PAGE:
O Magnum Mysterium – Morten Lauridsen
O great mystery,
and wonderful sacrament,
that animals should see the newborn Lord,
lying in a manger!
Blessed is the virgin whose womb
was worthy to bear
the Lord, Jesus Christ.
I obviously work to make sure that every piece I share through this column is of a great quality, but gosh, this piece is just transcendent. Written by modern composer, Morten Lauridsen, in a shack on an island off the coast of California, it sounds in no way modern, but almost timeless.
The “O Magnum Mysterium” text is one of the staples of the choral repertoire. It has been famously set by Victoria, as well as Palestrina, Gabrielli, Poulenc, and just about every other major composer you can think of. I chose the Lauridsen arrangement because of how its very construction serves to enhance the meaning of this well-loved text.
As Lauridsen himself explains in this fascinating video, this piece is not a complicated one. In terms of music theory, the main melody of the piece utilizes only three chords – and three of the most common chords in music at that – I, IV, and V. To put it in perspective, the most basic of pop songs usually utilizes four chords. It is as simple as a pop song. Simpler even.
Eventually we do get another chord or two, but the piece in general is simple. Perhaps even plain.
There are only two levels of complexity in the whole piece. The first is on the word, “Virgo” where we hear a single note that doesn’t fit into the key of the piece. It’s a sudden, beautiful, and agonizing dissonance, added into this otherwise simple and melodic piece as an allusion to the eventual pain of Mother Mary as she sees her Son hang on the cross. It is the shadow looming over this miraculous birth that this child, this Messiah unto us born, has come to save through sacrifice.
The other tiny bit of complexity in this piece is that Lauridsen, when placing those basic I, IV, and V chords, inverts them throughout almost the entirety of the piece. This means he basically takes these basic, simple chords, and puts them upside down. All of the notes of the chords are the same, but the note our ear expects to hear as the bottom note, the root of the chord, sits in a higher voice part.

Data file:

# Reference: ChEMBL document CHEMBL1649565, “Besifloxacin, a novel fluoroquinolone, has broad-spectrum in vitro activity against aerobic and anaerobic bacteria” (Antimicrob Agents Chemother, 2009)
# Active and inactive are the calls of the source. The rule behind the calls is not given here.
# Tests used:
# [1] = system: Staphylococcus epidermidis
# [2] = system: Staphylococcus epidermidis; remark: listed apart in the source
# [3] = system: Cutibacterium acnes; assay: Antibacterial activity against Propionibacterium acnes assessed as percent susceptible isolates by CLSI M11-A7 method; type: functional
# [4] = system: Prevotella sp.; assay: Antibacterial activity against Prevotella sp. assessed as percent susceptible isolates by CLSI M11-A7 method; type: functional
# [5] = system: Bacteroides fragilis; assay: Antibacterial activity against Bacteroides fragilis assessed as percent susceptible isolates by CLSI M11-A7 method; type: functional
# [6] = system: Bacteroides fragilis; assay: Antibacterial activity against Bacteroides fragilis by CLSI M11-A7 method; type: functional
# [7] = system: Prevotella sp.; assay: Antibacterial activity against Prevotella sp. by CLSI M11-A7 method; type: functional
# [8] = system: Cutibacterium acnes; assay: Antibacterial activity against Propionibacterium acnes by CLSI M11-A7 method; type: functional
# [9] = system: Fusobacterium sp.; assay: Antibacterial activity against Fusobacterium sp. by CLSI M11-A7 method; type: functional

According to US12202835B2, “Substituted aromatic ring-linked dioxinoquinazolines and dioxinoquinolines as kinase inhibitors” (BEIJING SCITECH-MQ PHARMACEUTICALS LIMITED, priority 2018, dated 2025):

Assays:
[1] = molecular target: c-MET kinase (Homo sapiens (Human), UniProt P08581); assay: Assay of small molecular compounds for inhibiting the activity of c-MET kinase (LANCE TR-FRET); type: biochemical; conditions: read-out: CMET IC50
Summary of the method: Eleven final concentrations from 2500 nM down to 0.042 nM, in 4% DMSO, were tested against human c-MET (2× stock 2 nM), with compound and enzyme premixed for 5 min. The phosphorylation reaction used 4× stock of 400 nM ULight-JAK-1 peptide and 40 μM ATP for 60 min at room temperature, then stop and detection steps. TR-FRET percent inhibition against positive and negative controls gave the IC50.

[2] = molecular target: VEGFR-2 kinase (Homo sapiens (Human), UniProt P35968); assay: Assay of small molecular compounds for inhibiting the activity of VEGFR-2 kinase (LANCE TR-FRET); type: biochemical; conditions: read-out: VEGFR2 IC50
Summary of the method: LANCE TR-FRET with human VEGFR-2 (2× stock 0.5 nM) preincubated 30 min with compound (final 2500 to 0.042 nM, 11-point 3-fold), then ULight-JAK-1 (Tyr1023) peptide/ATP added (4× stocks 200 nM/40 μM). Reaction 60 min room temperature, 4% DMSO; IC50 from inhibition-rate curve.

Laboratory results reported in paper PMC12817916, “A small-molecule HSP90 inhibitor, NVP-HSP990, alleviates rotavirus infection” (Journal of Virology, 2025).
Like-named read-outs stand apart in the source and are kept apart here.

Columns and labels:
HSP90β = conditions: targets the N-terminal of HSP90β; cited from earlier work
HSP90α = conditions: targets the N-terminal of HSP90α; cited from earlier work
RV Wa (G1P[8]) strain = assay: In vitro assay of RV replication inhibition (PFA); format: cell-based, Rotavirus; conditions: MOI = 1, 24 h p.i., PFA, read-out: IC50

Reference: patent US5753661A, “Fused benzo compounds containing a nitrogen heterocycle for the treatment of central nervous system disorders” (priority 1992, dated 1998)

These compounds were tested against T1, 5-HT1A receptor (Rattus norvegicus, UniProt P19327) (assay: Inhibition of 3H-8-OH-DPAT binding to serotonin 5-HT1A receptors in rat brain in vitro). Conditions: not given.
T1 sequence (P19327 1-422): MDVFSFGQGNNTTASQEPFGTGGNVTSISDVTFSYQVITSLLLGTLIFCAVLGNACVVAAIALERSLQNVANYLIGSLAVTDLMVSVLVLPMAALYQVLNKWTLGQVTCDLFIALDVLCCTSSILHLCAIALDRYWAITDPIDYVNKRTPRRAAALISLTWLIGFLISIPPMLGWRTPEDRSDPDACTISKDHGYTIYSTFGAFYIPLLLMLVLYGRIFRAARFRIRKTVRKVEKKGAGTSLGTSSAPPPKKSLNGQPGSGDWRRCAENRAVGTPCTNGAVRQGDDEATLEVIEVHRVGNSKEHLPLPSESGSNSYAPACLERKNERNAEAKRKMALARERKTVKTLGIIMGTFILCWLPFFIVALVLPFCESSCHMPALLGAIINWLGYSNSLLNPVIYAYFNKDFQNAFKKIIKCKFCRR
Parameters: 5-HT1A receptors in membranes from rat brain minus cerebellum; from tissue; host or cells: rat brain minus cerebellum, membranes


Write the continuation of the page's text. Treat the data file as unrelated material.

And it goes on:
I see this as an allusion to the fact that, through this simple birth, witnessed by animals in a manger, all of our expectations of the Christ were subverted. The first became last, and the lowly were lifted to places of honor.
From His conception, Jesus Christ has subverted every expectation we have had of Him. He came in weakness, a baby. He ate with tax collectors. He spent time with prostitutes and lepers. He turned over the temple tables. He died on a cross. His mother wept, His followers did not know how to move forward. From all they could tell, He had lost. It was over…
until He subverted our expectations yet again. He arose.
But we’re not quite there yet.
As we sit in the wonder of Advent, this story that has yet to begin – may we approach it as children, with no pretense of the story to come, hearing and discovering this Gospel as if for the first time. We might just come to know a Christ we didn’t quite expect.
In the sixth month of Elizabeth’s pregnancy, God sent the angel Gabriel to Nazareth, a village in Galilee, to a virgin named Mary. She was engaged to be married to a man named Joseph, a descendant of King David. Gabriel appeared to her and said, “Greetings, favored woman! The Lord is with you!”
Confused and disturbed, Mary tried to think what the angel could mean. “Don’t be afraid, Mary,” the angel told her, “for you have found favor with God! You will conceive and give birth to a son, and you will name him Jesus. He will be very great and will be called the Son of the Most High. The Lord God will give him the throne of his ancestor David. And he will reign over Israel forever; his Kingdom will never end!” Mary asked the angel, “But how can this happen? I am a virgin.”
The angel replied, “The Holy Spirit will come upon you, and the power of the Most High will overshadow you. So the baby to be born will be holy, and he will be called the Son of God.”
For God so loved the world, that he gave his only Son, that whoever believes in him should not perish but have eternal life.
Director of Music
First Presbyterian Church